Building and Running a Docker Container

Learn how to build and run a Docker Container

Build a Docker Image

This section explains how to create a Docker image.


Docker build images by reading instructions from a Dockerfile. A Dockerfile is a text document that contains all the commands a user could call on the command line to assemble an image. docker image build command uses this file and executes all the commands in succession to create an image.

build command is also passed a context that is used during image creation. This context can be a path on your local filesystem or a URL to a Git repository.

Dockerfile is usually called Dockerfile. The complete list of commands that can be specified in this file are explained at The common commands are listed below:

Common commands for Dockerfile

Command Purpose Example
FROM First non-comment instruction in Dockerfile FROM ubuntu
COPY Copies mulitple source files from the context to the file system of the container at the specified path COPY .bash_profile /home
ENV Sets the environment variable ENV HOSTNAME=test
RUN Executes a command RUN apt-get update
CMD Defaults for an executing container CMD ["/bin/echo", "hello world"]
EXPOSE Informs the network ports that the container will listen on EXPOSE 8093

Create your first image

Create a new directory hellodocker.

In that directory, create a new text file Dockerfile. Use the following contents:

FROM ubuntu:latest

CMD ["/bin/echo", "hello world"]

This image uses ubuntu as the base image. CMD command defines the command that needs to run. It provides a different entry point of /bin/echo and an argument “hello world”.

Build the image

  docker image build . -t helloworld

. in this command is the context for the command docker image build. -t adds a tag to the image.

The following output is shown:

Sending build context to Docker daemon  2.048kB
Step 1/2 : FROM ubuntu:latest
latest: Pulling from library/ubuntu
9fb6c798fa41: Pull complete 
3b61febd4aef: Pull complete 
9d99b9777eb0: Pull complete 
d010c8cf75d7: Pull complete 
7fac07fb303e: Pull complete 
Digest: sha256:31371c117d65387be2640b8254464102c36c4e23d2abe1f6f4667e47716483f1
Status: Downloaded newer image for ubuntu:latest
 ---> 2d696327ab2e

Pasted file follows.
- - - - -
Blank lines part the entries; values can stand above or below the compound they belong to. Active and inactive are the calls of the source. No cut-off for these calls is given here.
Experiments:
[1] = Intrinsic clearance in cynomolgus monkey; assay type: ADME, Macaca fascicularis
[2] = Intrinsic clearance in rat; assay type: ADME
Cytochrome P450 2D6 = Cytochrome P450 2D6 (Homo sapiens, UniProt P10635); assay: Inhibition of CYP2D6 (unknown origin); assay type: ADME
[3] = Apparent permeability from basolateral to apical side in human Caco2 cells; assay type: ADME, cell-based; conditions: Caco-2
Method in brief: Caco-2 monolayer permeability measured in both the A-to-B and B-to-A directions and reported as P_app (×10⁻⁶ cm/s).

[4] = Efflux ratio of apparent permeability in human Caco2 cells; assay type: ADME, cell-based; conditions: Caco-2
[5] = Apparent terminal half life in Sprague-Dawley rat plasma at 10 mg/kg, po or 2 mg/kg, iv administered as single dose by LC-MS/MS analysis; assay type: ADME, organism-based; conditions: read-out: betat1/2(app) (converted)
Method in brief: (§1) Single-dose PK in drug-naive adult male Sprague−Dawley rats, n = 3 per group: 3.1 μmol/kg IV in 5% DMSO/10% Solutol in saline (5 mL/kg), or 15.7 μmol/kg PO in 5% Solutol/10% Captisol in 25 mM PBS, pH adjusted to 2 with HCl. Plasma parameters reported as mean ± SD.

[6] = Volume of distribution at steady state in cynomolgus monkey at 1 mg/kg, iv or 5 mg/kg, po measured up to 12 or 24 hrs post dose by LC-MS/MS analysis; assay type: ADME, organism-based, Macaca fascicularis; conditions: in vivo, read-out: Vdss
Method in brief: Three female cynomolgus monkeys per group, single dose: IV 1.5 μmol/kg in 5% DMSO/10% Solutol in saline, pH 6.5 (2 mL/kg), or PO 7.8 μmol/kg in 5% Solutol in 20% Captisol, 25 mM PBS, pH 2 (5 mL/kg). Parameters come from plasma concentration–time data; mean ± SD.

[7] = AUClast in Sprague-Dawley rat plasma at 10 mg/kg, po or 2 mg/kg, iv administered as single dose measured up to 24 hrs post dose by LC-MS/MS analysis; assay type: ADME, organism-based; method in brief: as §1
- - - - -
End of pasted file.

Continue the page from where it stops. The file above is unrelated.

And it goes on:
Step 2/2 : CMD /bin/echo hello world
 ---> Running in 9356a508590c
 ---> e61f88f3a0f7
Removing intermediate container 9356a508590c
Successfully built e61f88f3a0f7
Successfully tagged helloworld:latest

List the images

You can list the images available using docker image ls:

REPOSITORY          TAG                 IMAGE ID            CREATED             SIZE
helloworld          latest              e61f88f3a0f7        3 minutes ago       122MB
ubuntu              latest              2d696327ab2e        4 days ago          122MB

Other images may be shown as well but we are interested in these two images for now.

Run the container using the command:

docker container run helloworld

to see the output:

hello world

If you do not see the expected output, check your Dockerfile that the content exactly matches as shown above. Build the image again and now run it.

Change the base image from ubuntu to busybox in Dockerfile. Build the image again:

docker image build -t helloworld:2 .

and view the images using docker image ls command:

REPOSITORY          TAG                 IMAGE ID            CREATED             SIZE
helloworld          2                   7fbedda27c66        3 seconds ago       1.13MB
helloworld          latest              e61f88f3a0f7        5 minutes ago       122MB
ubuntu              latest              2d696327ab2e        4 days ago          122MB
busybox             latest              54511612f1c4        9 days ago          1.13MB

helloworld:2 is the format that allows to specify the image name and assign a tag/version to it separated by :.